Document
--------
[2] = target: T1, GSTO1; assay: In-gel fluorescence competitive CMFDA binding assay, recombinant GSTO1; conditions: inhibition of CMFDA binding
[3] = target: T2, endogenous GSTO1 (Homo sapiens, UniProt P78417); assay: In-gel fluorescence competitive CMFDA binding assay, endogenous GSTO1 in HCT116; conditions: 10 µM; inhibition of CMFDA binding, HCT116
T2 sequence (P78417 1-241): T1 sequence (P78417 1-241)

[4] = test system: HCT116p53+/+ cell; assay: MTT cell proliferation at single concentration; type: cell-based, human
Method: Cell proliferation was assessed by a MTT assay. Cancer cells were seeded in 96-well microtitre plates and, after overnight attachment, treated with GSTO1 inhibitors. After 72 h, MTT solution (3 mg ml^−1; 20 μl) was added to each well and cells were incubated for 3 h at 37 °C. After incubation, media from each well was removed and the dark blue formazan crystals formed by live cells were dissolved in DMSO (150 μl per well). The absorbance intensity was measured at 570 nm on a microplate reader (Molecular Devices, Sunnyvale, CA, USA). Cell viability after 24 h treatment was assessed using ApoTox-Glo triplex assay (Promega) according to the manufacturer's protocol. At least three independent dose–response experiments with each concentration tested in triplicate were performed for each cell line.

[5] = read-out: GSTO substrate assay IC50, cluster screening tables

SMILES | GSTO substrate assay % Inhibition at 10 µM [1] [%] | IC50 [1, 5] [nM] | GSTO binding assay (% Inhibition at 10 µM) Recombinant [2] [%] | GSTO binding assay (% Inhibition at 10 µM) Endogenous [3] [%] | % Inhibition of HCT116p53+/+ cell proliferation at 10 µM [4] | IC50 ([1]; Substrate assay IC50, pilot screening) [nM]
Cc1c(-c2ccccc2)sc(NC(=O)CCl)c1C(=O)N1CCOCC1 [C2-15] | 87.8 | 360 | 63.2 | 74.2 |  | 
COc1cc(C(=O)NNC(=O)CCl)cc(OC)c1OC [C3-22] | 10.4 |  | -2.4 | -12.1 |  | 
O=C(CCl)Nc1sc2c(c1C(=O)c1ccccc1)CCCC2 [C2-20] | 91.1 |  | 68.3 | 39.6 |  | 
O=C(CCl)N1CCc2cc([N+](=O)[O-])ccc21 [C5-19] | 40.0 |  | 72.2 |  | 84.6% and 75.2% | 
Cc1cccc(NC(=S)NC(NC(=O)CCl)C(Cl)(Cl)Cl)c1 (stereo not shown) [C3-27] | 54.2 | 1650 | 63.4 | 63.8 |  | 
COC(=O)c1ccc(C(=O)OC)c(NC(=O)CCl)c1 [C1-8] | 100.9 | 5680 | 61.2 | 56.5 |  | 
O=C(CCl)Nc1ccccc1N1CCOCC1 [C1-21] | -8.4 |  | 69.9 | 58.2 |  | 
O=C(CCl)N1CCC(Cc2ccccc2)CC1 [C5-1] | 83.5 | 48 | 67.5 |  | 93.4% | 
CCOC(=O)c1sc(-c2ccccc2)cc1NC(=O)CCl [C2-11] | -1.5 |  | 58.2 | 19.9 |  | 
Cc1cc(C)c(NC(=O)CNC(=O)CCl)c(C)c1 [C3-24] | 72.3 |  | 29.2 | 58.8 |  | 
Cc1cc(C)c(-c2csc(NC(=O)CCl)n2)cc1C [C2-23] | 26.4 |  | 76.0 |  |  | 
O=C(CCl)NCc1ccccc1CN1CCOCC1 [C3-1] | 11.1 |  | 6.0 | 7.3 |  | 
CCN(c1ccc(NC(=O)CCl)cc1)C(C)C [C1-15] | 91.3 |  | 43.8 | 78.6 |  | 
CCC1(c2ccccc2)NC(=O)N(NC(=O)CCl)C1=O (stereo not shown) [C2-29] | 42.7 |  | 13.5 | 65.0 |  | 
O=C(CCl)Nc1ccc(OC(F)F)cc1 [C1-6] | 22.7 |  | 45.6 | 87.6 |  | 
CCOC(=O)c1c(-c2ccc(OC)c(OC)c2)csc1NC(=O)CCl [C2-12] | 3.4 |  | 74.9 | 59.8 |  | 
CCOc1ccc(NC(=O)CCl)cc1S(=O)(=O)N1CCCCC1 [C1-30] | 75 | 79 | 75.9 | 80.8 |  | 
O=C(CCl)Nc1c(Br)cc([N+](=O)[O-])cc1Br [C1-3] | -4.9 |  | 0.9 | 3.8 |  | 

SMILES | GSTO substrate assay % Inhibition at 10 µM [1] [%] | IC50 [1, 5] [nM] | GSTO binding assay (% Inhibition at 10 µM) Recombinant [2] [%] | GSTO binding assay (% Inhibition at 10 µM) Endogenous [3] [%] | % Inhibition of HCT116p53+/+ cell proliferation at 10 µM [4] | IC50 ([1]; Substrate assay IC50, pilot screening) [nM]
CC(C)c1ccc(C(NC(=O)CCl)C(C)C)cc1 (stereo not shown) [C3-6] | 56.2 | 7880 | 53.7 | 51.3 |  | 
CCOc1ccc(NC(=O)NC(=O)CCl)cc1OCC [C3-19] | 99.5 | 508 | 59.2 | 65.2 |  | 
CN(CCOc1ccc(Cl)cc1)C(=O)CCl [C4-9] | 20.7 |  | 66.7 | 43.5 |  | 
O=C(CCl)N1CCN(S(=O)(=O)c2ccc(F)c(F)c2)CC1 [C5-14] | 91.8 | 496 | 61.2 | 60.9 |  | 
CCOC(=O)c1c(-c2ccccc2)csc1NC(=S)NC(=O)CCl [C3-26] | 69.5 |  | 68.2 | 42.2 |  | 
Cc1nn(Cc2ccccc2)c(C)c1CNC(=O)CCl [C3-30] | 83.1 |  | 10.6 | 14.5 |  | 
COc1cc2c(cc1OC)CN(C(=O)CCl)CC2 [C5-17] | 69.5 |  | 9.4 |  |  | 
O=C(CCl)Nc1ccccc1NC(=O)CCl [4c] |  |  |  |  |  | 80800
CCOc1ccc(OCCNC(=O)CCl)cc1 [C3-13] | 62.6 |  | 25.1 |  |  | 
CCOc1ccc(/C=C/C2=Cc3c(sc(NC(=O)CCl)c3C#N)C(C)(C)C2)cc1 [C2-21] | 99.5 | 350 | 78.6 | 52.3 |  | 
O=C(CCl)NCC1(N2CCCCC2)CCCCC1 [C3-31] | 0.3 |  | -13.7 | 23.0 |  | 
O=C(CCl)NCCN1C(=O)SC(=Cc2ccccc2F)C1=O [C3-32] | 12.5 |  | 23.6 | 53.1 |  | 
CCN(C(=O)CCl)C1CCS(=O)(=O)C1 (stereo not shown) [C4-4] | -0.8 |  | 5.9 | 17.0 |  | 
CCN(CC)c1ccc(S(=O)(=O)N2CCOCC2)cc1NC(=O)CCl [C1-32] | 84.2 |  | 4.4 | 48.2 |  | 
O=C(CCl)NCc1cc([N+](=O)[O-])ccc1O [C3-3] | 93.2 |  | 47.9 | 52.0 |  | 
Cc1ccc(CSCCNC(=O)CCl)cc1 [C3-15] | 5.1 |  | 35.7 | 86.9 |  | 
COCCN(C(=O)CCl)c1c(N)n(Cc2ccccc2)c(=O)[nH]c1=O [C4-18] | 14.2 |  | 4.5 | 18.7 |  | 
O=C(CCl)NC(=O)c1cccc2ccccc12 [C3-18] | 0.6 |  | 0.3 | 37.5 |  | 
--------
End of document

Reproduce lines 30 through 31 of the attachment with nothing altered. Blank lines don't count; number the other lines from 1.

O=C(CCl)N1CCN(S(=O)(=O)c2ccc(F)c(F)c2)CC1 [C5-14] | 91.8 | 496 | 61.2 | 60.9 |  | 
CCOC(=O)c1c(-c2ccccc2)csc1NC(=S)NC(=O)CCl [C3-26] | 69.5 |  | 68.2 | 42.2 |  | 